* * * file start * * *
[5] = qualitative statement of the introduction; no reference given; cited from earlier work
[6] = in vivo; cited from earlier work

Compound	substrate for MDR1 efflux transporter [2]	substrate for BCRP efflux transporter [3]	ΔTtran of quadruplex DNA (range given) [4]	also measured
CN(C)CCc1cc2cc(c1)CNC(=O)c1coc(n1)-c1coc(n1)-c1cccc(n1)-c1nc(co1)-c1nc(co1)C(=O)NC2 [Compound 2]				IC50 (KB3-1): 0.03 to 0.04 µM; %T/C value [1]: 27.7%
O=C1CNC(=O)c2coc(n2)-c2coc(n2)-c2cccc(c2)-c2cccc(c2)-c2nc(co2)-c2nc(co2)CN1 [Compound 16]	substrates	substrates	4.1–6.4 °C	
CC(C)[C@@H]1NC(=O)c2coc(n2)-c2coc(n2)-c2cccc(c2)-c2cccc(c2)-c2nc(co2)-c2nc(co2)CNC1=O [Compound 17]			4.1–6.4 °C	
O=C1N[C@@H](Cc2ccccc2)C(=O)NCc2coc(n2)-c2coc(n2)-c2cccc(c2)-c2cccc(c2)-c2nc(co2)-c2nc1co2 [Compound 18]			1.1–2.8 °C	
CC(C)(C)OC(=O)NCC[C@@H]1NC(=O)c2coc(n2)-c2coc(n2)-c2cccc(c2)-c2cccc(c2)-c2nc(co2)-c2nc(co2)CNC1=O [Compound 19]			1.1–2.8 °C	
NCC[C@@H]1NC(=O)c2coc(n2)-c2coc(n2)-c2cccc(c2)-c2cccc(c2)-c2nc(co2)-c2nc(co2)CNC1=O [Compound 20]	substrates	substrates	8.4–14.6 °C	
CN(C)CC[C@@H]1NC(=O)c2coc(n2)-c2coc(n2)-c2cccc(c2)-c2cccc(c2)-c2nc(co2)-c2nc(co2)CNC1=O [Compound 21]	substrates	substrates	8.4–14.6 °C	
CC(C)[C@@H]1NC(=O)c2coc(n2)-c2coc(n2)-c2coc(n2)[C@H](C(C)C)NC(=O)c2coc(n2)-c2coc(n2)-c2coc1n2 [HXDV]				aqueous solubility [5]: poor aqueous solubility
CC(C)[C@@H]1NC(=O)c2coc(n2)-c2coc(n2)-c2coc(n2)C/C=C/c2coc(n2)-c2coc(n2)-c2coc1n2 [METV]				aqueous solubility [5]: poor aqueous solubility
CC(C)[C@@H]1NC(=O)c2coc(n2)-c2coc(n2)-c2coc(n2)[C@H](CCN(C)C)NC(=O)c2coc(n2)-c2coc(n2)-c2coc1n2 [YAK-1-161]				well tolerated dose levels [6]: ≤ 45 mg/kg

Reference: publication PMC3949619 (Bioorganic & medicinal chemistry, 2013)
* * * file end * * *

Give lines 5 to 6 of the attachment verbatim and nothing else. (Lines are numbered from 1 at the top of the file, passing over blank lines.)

O=C1CNC(=O)c2coc(n2)-c2coc(n2)-c2cccc(c2)-c2cccc(c2)-c2nc(co2)-c2nc(co2)CN1 [Compound 16]	substrates	substrates	4.1–6.4 °C	
CC(C)[C@@H]1NC(=O)c2coc(n2)-c2coc(n2)-c2cccc(c2)-c2cccc(c2)-c2nc(co2)-c2nc(co2)CNC1=O [Compound 17]			4.1–6.4 °C	